Last Reviewed on October 4, 2019, by eNotes Editorial. Word Count: 762
This novel by Jamie Ford consists of two distinct narratives. One describes the friendship and romantic attachment between Henry, a young protagonist, and Keiko, a Japanese girl who is interned along with her family by American authorities during World War II. The other narrative follows Henry as an adult and...
(The entire section contains 762 words.)
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This novel by Jamie Ford consists of two distinct narratives. One describes the friendship and romantic attachment between Henry, a young protagonist, and Keiko, a Japanese girl who is interned along with her family by American authorities during World War II. The other narrative follows Henry as an adult and details his efforts to recover his friendship with Keiko and make up for lost time.
The work opens with the older Henry Lee, grief-stricken from the recent death of his wife from cancer, stopping outside the Panama Hotel in his native Seattle, where a large crowd has gathered. He and the crowd are curious to see the various possessions, formerly belonging to interned Japanese Americans, being removed from the hotel basement. When one of the people displaying the possessions unfurls a Japanese umbrella, Henry’s own memories of life as a young Chinese American boy during the war are triggered.
The young Henry is encouraged to assimilate by his father: to speak only “his English” and to do all he can to adopt American habits and behaviors. Despite his efforts, however, he is badly bullied at school. Even outside of school, he is discriminated against by white Americans erroneously assuming he is Japanese. The arrival of Keiko, a similarly alienated Japanese girl in his class, proves challenging to him at first (given the Japanese aggression in his father’s country), but he soon finds in Keiko a close friend. He also considers the most beautiful girl he has ever seen.
The pair goes on what, in hindsight, constitutes a first date. They attend a jazz concert together, where they buy a record of Henry’s friend Sheldon playing saxophone. When the American government begins interning Japanese American citizens, Keiko and her family among them, Henry starts working at Camp Harmony in order to visit his friend. He even follows when she is relocated to Idaho. Here, he tells her of his romantic feelings for her, which he has experienced for some time and which she herself had reciprocated.
Henry’s parents are not happy when they discover that their son has been keeping Keiko’s family photos from destruction, and they are even less so when he refuses to give them up. Henry's father, a patriotic Chinese American, sees his son’s actions as tantamount to betrayal, not only of his adopted homeland but also of his native home in China, both countries being at war with Japan. For this reason, he disowns his son. Initially, Henry’s father had hoped to compel Henry into pursuing education in China, since the tide of the war had turned against Japan. He had even purchased him a plane ticket. However, Henry was reluctant, agreeing to go only on the condition that his father use his local influence to save the Panama Hotel from being sold.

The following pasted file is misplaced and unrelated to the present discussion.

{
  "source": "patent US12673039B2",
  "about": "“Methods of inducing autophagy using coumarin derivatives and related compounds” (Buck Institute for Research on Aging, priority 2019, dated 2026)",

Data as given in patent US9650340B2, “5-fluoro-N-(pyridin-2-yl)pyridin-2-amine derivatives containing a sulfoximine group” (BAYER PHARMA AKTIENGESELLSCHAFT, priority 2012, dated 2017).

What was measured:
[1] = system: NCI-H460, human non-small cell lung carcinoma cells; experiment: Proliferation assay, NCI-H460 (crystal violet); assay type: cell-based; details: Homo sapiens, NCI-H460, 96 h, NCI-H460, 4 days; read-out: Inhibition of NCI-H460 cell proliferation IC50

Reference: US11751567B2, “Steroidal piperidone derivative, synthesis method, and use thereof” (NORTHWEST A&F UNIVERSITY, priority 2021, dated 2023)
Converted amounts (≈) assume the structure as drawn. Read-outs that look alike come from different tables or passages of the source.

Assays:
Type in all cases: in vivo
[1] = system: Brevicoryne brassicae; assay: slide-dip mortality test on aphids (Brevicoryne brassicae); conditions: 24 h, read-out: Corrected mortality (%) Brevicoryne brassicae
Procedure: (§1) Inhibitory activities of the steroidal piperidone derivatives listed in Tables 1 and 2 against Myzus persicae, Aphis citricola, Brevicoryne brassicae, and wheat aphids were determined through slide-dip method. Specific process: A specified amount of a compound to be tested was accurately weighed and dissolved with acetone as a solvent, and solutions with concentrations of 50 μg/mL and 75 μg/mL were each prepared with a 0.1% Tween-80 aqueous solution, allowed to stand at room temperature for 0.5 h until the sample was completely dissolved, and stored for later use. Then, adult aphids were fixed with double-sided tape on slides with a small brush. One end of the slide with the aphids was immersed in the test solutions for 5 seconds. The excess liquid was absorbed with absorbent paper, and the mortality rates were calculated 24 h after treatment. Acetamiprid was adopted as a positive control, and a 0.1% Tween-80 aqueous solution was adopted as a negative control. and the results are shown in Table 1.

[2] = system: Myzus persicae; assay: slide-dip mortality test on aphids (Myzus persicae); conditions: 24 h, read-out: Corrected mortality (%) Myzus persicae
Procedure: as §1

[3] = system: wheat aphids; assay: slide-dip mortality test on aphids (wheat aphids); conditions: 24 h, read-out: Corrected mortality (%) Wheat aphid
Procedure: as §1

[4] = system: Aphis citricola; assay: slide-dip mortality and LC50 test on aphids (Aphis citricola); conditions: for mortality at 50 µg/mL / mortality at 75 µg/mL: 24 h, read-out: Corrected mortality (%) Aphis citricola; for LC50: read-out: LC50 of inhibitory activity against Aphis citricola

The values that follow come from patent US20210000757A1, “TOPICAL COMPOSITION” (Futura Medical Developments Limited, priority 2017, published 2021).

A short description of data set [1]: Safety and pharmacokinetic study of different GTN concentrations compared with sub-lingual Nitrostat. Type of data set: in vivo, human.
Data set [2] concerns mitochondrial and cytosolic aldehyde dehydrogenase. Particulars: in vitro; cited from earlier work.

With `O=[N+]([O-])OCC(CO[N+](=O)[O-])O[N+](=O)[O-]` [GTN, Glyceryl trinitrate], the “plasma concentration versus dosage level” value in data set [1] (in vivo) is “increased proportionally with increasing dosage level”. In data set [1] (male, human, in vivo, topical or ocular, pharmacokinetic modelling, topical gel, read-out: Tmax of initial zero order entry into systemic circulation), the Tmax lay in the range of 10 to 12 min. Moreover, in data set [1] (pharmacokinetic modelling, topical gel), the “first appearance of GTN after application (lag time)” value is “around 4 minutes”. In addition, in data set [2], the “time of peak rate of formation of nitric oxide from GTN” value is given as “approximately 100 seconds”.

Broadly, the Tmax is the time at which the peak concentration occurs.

Henry has promised to wait for Keiko until she is free of the internment camp, but with his letters ignored time and time again, he soon loses heart. He falls in love with Ethel, a Chinese American girl who is touched by his determination in pursuing Keiko. Henry’s father soon dies. On his deathbed, when Henry finally submits and promises that he will pursue the traditional route of higher education and marriage (to Ethel) that his father always wanted for him, his father admits that he stole the letters that Henry had been sending to Keiko.
While he is outraged by his father’s betrayal, Henry is worn down by the pressures he has resisted for so long, and he feels a certain responsibility to Ethel. Fro this reason, he does not endeavor to pursue Keiko—he marries the other girl instead.
A modern Henry is galvanized into finding his former friend by the discovery of the artifacts in the basement of the Panama Hotel. His narrative, alternating with that of his younger self, describes a journey he undertakes, along with his college-aged son and his son's white fiancée, in order to find Keiko. Mindful of the damaging influence that his father’s views had on him during his childhood, Henry is careful to include his son’s fiancée, and the three grow close as a family group.
The story has a characteristically bittersweet ending: Henry is ultimately successful in finding Keiko, but Ford does not let the reader forget the many years that the pair might have had together. The idealism of romantic devotion is shown to triumph over the realism of politics and war—but this victory is not without cost to those involved.